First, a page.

Liaoning Province: Fushun city.

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Brian Hennessy. An Australian in China. 2008

Like many ordinary cities in China, Dongbei Fushun does not impress at first sight. The same old grimy buildings and littered streets dominated by rampant spewing smokestacks. This is industrial north-east China. Dongbei: the home of coal, steel, and struggling State Owned Enterprises.



Liaoning Province: Fushun city


Dongbei, Fushun: three-wheeled cars, VW Jetta taxis, expensive European cars, pedicabs, tricycles, blue trucks belching black clouds of diesel exhaust, ageing buses loaded with tired workers, and street-scapes of laid-off workers trying to earn a living by selling something. Anything.

But there are always pleasant surprises just around a corner. Maybe a park with a lake, a modern department store, or an up-market restaurant offering top-class service to those who can afford it. You might also stumble upon a traditional amateur theatre keeping Manchu culture alive in front of a tea-drinking, beer-drinking, raucous working class audience; a tea-house with its relaxed elderly patrons reading newspapers; or a trendy coffee-house peopled by an elegantly dressed elite.

I found one such place hiding in a small old brick church on a narrow tree-lined avenue on the edge of downtown. Nobody could tell me the story behind this spiritual left-over from pre-revolution days. Built in 1913 in imitation European gothic, it is a humble marvel to something greater than architecture. A remnant of forgotten history asserting itself in a surrounding sea of materialism. This coffee house calls itself ‘1913’.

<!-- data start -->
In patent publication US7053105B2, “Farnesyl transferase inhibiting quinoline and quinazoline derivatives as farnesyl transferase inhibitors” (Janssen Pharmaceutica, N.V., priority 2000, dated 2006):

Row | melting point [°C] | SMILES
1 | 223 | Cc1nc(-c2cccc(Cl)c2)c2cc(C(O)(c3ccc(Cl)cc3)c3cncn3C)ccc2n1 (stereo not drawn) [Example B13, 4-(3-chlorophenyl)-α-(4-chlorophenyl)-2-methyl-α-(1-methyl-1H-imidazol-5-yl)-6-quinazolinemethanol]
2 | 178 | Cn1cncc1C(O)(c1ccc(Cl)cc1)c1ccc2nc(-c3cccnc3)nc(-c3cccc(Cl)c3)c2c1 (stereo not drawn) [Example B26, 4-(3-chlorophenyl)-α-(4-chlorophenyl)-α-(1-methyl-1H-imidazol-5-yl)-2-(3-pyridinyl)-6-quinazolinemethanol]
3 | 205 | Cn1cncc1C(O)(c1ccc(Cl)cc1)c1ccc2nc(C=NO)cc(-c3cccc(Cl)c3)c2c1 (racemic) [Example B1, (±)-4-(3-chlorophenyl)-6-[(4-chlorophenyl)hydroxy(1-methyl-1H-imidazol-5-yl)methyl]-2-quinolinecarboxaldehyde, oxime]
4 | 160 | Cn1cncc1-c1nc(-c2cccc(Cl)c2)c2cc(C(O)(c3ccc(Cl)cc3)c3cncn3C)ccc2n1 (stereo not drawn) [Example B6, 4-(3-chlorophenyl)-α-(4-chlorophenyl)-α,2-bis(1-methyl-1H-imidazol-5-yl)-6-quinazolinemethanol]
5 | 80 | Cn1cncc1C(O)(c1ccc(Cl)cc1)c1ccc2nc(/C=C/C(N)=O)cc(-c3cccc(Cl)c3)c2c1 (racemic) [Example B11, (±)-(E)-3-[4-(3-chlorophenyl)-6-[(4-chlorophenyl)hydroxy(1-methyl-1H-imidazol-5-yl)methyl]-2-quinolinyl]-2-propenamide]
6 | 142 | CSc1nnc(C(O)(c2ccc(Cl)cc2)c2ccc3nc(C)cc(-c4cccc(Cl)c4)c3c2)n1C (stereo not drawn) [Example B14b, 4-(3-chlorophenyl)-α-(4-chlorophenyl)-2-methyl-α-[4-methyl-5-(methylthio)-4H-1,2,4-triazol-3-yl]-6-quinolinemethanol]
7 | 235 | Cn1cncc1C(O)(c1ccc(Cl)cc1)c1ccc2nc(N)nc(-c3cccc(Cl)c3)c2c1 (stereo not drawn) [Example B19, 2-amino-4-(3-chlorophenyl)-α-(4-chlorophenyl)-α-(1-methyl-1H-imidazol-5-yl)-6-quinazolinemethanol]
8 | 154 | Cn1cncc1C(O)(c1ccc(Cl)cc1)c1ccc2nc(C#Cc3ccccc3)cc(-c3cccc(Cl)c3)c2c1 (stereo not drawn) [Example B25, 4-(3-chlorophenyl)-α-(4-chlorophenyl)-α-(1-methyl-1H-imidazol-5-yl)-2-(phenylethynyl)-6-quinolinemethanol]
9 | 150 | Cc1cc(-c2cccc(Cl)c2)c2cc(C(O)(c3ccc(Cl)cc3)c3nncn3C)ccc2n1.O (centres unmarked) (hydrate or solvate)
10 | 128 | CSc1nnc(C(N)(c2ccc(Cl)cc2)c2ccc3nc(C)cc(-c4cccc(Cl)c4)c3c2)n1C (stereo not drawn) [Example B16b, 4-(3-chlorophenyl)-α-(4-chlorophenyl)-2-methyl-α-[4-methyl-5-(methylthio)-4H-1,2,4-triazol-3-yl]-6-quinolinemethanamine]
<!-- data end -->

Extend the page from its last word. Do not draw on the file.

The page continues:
Inside, a young lady is playing music on an expensive baby-grand piano. There is a library of books and magazines, and comfortable living-room chairs which first embrace and then relax weary shoppers. This unlikely haven boasts a menu of exotic delights, and a small coterie of unintrusive and efficient waitresses.

I look around. Patrons taking their time to order. A young couple tete-a-teteing in a corner; three mature mesdammes chatting animatedly while eating huge glasses of ice-cream with small long-handled spoons; and a man eating Chinese food and reading a book (me). Across the room a regulation-size family (mum, dad, and their ‘Little Emperor’) are ordering a western meal.

The past and the present in tandem. The rough and the refined together. A nation riding the tiger of unbridled rapid development.

This is China. 









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